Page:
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15
Apr

What Is An Executive Agreement And How Does It Differ From A Treaty

The table shows the coefficient on the contract indicator for different model specifications. “Ex Post” compares contracts to ex-post congressional executive agreements. “Other” compares contracts with other executive agreements. There are also other difficulties, perhaps deeper, with the descriptive results. Hathaway`s main empirical guide is the comparison of contracts by theme. It notes that there are 27 trade agreements and only 8 environmental contracts, indicating that contracts are more important in trade than in the area of environmental protection. Footnote 61 Such a comparison of absolute numbers may be misleading, however, as it does not take into account the total number of agreements concluded in an area of expertise. If, for example, this study indicates that the absolute number of commercial contracts is greater than that of environmental contracts, there are also more trade executive agreements than environmental executive agreements. In fact, 20 out of 216 environmental agreements are concluded in the form of contracts, or 9%. However, only 35 of the 783 trade agreements are treaties, representing a smaller share of 4%. Therefore, contracts can indeed be a more important instrument of engagement for environmental agreements than for trade, even if the absolute figures suggest otherwise. On the other hand, opponents of substitutability point to the lack of clear textual support. In search of a strict conception of the Constitution, the treaty clause is clear when it comes to making the deliberation and approval of the Senate the exclusive method of approving international agreements.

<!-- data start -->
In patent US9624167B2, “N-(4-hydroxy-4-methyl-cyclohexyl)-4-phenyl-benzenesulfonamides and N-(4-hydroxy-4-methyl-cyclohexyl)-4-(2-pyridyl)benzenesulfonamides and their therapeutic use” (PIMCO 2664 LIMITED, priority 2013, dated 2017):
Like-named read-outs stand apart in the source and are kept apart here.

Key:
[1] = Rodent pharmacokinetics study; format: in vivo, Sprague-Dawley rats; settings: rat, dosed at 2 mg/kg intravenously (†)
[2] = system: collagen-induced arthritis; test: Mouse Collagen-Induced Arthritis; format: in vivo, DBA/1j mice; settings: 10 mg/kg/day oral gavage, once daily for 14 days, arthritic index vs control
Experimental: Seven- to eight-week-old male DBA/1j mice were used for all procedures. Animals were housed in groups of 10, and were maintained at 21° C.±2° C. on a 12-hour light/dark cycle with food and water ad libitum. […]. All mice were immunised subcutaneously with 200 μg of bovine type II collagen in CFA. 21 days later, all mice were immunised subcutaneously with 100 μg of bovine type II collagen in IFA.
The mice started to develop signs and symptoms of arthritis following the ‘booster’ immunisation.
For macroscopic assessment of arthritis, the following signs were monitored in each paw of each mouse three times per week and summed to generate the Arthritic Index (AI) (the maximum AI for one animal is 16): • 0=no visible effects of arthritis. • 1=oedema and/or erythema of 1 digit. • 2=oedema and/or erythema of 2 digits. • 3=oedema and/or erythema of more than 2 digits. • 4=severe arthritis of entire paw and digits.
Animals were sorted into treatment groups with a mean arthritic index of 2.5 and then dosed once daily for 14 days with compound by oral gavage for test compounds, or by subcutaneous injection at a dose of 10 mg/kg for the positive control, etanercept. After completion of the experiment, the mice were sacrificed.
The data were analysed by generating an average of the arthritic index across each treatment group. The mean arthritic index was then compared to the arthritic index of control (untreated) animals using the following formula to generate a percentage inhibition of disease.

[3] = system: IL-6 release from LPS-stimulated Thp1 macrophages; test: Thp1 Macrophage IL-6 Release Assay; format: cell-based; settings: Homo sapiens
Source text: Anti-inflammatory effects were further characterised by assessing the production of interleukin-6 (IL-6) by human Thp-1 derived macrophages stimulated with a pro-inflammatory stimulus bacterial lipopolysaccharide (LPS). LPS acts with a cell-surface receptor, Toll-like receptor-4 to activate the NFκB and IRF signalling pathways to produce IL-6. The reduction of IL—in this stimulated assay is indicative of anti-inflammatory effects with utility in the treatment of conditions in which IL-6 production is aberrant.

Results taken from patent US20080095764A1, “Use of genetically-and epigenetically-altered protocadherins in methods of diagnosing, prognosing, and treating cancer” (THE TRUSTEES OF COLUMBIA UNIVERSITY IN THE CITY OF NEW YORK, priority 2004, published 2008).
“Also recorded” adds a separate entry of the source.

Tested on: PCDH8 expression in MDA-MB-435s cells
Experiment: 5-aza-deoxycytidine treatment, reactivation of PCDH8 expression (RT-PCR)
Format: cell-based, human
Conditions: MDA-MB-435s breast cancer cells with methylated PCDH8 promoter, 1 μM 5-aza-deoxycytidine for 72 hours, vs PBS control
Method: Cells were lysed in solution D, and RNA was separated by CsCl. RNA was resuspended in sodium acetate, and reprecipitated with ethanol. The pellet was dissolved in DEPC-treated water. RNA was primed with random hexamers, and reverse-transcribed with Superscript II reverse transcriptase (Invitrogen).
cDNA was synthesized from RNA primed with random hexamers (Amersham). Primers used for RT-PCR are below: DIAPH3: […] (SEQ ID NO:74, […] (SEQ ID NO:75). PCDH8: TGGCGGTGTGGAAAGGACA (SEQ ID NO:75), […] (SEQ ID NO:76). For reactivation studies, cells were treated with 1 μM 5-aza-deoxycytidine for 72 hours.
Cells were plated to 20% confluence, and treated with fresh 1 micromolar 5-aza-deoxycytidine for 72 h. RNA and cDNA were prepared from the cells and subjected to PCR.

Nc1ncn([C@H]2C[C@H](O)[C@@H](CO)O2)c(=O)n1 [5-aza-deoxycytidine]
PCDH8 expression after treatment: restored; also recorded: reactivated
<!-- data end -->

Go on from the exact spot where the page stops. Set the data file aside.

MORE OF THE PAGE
Footnote 32 An alternative view resulting from a more flexible interpretation of the Constitution indicates that both the treaties and executive agreements of Congress have their respective areas of application. The argument is based on the idea that the U.S. Constitution has given limited powers to Congress and the President and that executive agreements can only be used to a limited extent. Treaties as a standard instrument for foreign affairs are not limited in the same way. Therefore, where a foreign policy issue is outside the powers assigned to Congress, the treaty is seen as the exclusive instrument for making legally binding commitments. Footnote 33 9 id. to 1312; See also Curtis A. Bradley, International Law in the U.S. Legal System 76 (2015) (considering that one of the reasons for the popularity of executive agreements is that it is “much easier to conclude the growing number of international agreements without submitting them to two-thirds of the Senate for approval”). To this day, the debate over the continued relevance of contracts is still pending in a context where agreements between Congress and the executive branch are so readily available and widely spread. The purpose of this article is to determine whether the treaty is a qualitatively different form of engagement than the agreement between Congress and the executive branch.

It uses the most comprehensive dataset on international agreements available in the United States – the 7,966 agreements reported in the Force Series treaties from 1982 to 2012. Unlike previous analyses, this article is the first to directly contrast the consequences of behaviour on contracts and executive agreements. Based on the survival time analysis, the article shows that an executive agreement reached in 1982 had an average probability of 50 per cent to break by 2012, while a similar promise made under contract failed with only a 15 per cent probability. Footnote 18 This result also applies after the review to a number of observable features, such as the composition of the House of Representatives and the Senate, the theme of the agreement and the partner country. The results also show that the difference between instruments is most marked when comparing contracts with the ex ante executive agreements of Congress.


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